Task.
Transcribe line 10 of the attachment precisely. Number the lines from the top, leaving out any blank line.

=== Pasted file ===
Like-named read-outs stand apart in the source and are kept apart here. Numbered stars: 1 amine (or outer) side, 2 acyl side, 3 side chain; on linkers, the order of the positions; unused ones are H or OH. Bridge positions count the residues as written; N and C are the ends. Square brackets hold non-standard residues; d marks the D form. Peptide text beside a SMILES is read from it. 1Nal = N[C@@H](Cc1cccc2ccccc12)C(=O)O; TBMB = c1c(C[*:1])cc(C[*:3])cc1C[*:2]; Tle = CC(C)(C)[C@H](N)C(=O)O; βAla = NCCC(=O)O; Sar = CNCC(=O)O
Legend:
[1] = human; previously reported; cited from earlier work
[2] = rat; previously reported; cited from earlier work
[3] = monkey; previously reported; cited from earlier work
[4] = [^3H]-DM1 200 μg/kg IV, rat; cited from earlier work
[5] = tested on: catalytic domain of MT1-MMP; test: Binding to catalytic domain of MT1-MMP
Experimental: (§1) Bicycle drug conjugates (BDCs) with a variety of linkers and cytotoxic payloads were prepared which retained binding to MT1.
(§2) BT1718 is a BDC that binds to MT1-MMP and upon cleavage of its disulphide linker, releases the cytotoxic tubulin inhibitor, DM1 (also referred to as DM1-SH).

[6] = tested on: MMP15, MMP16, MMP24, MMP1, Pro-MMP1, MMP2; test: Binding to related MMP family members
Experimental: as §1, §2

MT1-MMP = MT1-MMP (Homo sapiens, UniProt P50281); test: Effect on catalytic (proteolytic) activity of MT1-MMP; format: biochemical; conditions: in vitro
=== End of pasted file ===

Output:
[6] = tested on: MMP15, MMP16, MMP24, MMP1, Pro-MMP1, MMP2; test: Binding to related MMP family members